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Why Ashton Kutcher's Capitol Hill Speech Matters

by Stephanie Baroni Cook

By now, most of us have seen the viral clip of Ashton Kutcher testifying last week on Capitol Hill about his firsthand experiences combating human trafficking via his nonprofit organization, Thorn. In his moving testimony, he described the horrifying reality of the dark web and how it's used to traffic children in the child sex trade, and how his nonprofit is trying to combat the trade with new technology that enables police departments and other agencies to find and rescue these victims.

As an advocate of this issue, and human sex trafficking in general, I can't tell you how important it is to me to hear and read about someone like Kutcher, who's known more for his rom-coms and role on That 70s Show, using his profile, time, and money to invest in ending a sickening trade. Celebrity or not, his testimony, filled with raw emotion and a moving speech, took great courage. Talking publicly about child sex trafficking is dark, scary, and no one wants to see their social-media feeds filled with it. The reality of what happens to children trafficked so young isn't polite dinner conversation. Talking about it means we have to acknowledge something so horrific exists, and if we acknowledge that it exists, what does it say about us as a human race that we're continuing to let it happen? It's a tough issue to digest, and an even tougher one to combat — especially when you're a parent raising young children in a world that promises to spare them no horror.

Courtesy of Stephanie Baroni-Cook

As a mother and parent of two young daughters, I can wholeheartedly appreciate where Kutcher is coming from and why he's taken such strong steps to make an impact to end this type of modern-day slavery. There's no easy way to say this, no way to sugarcoat it, but the fact that sex slavery still exists in 2017, and child sex slavery at that, is not only atrocious, it's downright disgusting. It sickens me to my core to think that there are places overseas and at home, right here in America, where children and women are trafficked for sex right under our noses. I can't help but feel a fear for my daughters, a fear that somehow, one day, this could happen to them. I know my girls are awarded a privilege to look the way they look and to live where we do, but considering something bad could happen to your child is a horrifying reality to consider, no matter how or where it happens.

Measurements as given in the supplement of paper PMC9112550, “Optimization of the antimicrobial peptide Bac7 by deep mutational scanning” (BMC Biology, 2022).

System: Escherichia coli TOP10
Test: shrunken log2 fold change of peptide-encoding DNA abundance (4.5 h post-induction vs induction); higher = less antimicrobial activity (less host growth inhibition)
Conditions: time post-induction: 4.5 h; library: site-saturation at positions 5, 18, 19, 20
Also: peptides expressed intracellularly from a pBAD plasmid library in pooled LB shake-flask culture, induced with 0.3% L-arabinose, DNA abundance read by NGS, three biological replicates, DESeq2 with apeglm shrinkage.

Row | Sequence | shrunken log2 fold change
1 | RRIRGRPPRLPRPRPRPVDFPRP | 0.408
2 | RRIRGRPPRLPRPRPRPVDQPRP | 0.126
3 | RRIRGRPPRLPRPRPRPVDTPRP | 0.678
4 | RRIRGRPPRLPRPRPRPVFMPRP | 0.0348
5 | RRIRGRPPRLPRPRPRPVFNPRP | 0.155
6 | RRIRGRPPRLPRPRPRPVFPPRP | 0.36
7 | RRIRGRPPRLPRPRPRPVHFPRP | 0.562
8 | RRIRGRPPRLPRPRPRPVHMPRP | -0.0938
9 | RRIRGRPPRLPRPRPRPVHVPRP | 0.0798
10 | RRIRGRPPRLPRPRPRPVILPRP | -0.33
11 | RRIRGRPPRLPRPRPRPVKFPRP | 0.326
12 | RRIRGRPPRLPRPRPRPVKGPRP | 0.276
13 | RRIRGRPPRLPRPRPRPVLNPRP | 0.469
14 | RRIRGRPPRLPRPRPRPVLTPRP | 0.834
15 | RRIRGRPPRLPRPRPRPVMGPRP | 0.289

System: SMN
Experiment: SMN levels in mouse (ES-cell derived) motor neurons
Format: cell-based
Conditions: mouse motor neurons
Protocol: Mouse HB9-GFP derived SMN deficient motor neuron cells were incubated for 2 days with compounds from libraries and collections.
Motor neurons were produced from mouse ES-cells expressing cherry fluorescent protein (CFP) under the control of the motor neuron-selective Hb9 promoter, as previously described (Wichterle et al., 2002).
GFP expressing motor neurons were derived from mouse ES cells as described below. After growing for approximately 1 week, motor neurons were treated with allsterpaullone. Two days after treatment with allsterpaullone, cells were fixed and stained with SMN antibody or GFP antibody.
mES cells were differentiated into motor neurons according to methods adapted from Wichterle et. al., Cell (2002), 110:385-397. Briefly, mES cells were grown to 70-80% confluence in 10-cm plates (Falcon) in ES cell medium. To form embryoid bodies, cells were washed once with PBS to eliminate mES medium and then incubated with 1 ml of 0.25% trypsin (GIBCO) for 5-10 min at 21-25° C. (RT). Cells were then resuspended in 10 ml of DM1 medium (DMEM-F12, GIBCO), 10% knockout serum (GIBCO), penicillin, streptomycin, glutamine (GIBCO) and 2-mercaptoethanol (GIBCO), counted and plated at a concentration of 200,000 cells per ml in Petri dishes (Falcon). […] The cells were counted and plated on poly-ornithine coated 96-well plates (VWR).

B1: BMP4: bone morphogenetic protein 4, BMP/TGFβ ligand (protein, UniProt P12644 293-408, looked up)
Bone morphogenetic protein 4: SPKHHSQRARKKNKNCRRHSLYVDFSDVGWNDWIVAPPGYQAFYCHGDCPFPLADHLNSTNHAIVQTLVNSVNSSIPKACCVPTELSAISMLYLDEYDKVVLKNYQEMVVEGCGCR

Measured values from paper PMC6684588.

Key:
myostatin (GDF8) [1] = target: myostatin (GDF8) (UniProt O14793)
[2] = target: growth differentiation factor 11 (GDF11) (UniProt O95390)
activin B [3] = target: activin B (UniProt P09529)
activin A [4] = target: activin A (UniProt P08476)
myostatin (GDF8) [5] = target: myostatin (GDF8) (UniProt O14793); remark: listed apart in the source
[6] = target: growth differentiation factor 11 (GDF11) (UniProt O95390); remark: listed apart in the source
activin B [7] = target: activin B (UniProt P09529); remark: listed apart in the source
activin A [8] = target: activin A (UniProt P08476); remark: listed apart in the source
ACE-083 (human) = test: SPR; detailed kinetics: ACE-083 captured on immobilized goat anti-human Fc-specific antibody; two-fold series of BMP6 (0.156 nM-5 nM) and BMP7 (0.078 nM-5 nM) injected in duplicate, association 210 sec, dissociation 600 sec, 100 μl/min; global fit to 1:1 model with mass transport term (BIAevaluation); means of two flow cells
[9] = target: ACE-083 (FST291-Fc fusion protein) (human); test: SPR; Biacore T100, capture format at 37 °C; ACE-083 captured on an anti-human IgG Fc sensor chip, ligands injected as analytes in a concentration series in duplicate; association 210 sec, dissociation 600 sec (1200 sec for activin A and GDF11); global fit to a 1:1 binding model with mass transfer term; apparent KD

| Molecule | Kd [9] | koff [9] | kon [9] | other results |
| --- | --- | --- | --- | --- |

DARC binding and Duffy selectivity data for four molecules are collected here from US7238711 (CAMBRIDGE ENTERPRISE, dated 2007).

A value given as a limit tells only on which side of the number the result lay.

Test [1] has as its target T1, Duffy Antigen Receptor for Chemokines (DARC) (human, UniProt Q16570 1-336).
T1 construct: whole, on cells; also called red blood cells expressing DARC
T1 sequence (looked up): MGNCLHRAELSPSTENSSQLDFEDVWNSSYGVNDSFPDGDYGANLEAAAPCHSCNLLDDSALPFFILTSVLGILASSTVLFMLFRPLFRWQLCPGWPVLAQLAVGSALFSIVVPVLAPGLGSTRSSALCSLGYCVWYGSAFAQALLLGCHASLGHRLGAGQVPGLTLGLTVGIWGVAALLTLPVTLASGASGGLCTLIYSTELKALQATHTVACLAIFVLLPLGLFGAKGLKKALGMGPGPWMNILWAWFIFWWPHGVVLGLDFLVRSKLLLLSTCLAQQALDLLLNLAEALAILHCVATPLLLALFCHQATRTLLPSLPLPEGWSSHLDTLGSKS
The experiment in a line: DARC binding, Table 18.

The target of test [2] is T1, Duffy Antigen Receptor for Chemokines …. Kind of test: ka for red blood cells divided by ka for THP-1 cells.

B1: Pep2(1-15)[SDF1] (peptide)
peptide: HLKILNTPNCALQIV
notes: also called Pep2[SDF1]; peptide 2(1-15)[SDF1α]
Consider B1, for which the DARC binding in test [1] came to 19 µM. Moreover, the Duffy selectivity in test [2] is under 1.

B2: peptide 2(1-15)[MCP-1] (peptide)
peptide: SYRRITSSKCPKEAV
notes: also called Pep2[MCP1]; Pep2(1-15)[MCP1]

According to the United Nations' 2016 Global Report on Trafficking, 51 percent of all persons trafficked were women, and the next highest category was children, at 28 percent. The report highlights that there are multiple reasons why humans are trafficked — ranging from forced labor to child soldiers — but the number one reason is overwhelmingly for sexual exploitation, and those percentages varied depending on the region of the world.